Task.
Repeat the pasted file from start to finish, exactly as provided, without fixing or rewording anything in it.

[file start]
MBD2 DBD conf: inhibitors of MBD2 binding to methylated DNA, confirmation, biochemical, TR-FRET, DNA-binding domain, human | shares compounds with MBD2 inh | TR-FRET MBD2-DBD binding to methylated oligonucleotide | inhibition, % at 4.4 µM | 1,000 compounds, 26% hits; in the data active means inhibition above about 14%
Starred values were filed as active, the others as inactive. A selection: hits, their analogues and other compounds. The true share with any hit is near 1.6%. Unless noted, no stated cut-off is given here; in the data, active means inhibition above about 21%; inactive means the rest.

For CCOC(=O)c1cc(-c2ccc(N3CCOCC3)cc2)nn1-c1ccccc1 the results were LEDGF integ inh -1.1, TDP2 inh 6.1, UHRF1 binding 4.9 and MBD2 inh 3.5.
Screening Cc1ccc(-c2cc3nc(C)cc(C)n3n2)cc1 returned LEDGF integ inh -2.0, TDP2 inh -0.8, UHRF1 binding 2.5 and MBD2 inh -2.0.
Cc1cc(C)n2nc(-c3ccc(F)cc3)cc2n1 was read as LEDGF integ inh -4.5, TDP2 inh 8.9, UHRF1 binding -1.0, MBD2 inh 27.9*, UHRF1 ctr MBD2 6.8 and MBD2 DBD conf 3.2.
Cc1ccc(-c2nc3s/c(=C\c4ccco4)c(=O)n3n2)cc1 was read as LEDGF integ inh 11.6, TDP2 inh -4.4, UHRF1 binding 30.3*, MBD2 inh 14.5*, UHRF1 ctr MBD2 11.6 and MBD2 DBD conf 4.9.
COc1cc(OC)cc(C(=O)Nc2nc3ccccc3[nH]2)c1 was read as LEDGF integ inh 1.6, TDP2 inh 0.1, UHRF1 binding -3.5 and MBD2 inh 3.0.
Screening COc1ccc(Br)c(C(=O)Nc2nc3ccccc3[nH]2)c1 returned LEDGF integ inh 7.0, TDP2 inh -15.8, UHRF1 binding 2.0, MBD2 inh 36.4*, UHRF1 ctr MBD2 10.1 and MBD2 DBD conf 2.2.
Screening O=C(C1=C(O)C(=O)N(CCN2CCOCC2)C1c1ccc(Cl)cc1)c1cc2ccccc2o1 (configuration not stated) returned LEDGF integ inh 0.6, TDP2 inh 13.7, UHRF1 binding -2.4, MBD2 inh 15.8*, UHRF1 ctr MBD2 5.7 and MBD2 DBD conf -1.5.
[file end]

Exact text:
MBD2 DBD conf: inhibitors of MBD2 binding to methylated DNA, confirmation, biochemical, TR-FRET, DNA-binding domain, human | shares compounds with MBD2 inh | TR-FRET MBD2-DBD binding to methylated oligonucleotide | inhibition, % at 4.4 µM | 1,000 compounds, 26% hits; in the data active means inhibition above about 14%
Starred values were filed as active, the others as inactive. A selection: hits, their analogues and other compounds. The true share with any hit is near 1.6%. Unless noted, no stated cut-off is given here; in the data, active means inhibition above about 21%; inactive means the rest.

For CCOC(=O)c1cc(-c2ccc(N3CCOCC3)cc2)nn1-c1ccccc1 the results were LEDGF integ inh -1.1, TDP2 inh 6.1, UHRF1 binding 4.9 and MBD2 inh 3.5.
Screening Cc1ccc(-c2cc3nc(C)cc(C)n3n2)cc1 returned LEDGF integ inh -2.0, TDP2 inh -0.8, UHRF1 binding 2.5 and MBD2 inh -2.0.
Cc1cc(C)n2nc(-c3ccc(F)cc3)cc2n1 was read as LEDGF integ inh -4.5, TDP2 inh 8.9, UHRF1 binding -1.0, MBD2 inh 27.9*, UHRF1 ctr MBD2 6.8 and MBD2 DBD conf 3.2.
Cc1ccc(-c2nc3s/c(=C\c4ccco4)c(=O)n3n2)cc1 was read as LEDGF integ inh 11.6, TDP2 inh -4.4, UHRF1 binding 30.3*, MBD2 inh 14.5*, UHRF1 ctr MBD2 11.6 and MBD2 DBD conf 4.9.
COc1cc(OC)cc(C(=O)Nc2nc3ccccc3[nH]2)c1 was read as LEDGF integ inh 1.6, TDP2 inh 0.1, UHRF1 binding -3.5 and MBD2 inh 3.0.
Screening COc1ccc(Br)c(C(=O)Nc2nc3ccccc3[nH]2)c1 returned LEDGF integ inh 7.0, TDP2 inh -15.8, UHRF1 binding 2.0, MBD2 inh 36.4*, UHRF1 ctr MBD2 10.1 and MBD2 DBD conf 2.2.
Screening O=C(C1=C(O)C(=O)N(CCN2CCOCC2)C1c1ccc(Cl)cc1)c1cc2ccccc2o1 (configuration not stated) returned LEDGF integ inh 0.6, TDP2 inh 13.7, UHRF1 binding -2.4, MBD2 inh 15.8*, UHRF1 ctr MBD2 5.7 and MBD2 DBD conf -1.5.